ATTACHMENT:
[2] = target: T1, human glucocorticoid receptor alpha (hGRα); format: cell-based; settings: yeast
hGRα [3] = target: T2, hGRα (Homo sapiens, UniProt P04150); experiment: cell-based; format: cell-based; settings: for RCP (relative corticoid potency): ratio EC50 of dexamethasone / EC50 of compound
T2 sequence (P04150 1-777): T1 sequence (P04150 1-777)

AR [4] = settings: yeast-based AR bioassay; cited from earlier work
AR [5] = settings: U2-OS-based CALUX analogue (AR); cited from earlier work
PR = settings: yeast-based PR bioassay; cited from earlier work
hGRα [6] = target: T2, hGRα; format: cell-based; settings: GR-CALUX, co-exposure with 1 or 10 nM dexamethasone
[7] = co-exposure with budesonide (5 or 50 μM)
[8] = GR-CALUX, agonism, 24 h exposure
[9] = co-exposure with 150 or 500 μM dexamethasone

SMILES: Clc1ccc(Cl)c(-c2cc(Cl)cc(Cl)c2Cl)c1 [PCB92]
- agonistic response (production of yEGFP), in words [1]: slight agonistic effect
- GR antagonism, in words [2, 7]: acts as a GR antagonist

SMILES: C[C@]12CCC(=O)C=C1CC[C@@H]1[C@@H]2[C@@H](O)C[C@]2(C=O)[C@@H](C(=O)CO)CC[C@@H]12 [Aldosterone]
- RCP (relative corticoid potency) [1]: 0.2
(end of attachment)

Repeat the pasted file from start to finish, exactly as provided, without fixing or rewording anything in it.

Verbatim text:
[2] = target: T1, human glucocorticoid receptor alpha (hGRα); format: cell-based; settings: yeast
hGRα [3] = target: T2, hGRα (Homo sapiens, UniProt P04150); experiment: cell-based; format: cell-based; settings: for RCP (relative corticoid potency): ratio EC50 of dexamethasone / EC50 of compound
T2 sequence (P04150 1-777): T1 sequence (P04150 1-777)

AR [4] = settings: yeast-based AR bioassay; cited from earlier work
AR [5] = settings: U2-OS-based CALUX analogue (AR); cited from earlier work
PR = settings: yeast-based PR bioassay; cited from earlier work
hGRα [6] = target: T2, hGRα; format: cell-based; settings: GR-CALUX, co-exposure with 1 or 10 nM dexamethasone
[7] = co-exposure with budesonide (5 or 50 μM)
[8] = GR-CALUX, agonism, 24 h exposure
[9] = co-exposure with 150 or 500 μM dexamethasone

SMILES: Clc1ccc(Cl)c(-c2cc(Cl)cc(Cl)c2Cl)c1 [PCB92]
- agonistic response (production of yEGFP), in words [1]: slight agonistic effect
- GR antagonism, in words [2, 7]: acts as a GR antagonist

SMILES: C[C@]12CCC(=O)C=C1CC[C@@H]1[C@@H]2[C@@H](O)C[C@]2(C=O)[C@@H](C(=O)CO)CC[C@@H]12 [Aldosterone]
- RCP (relative corticoid potency) [1]: 0.2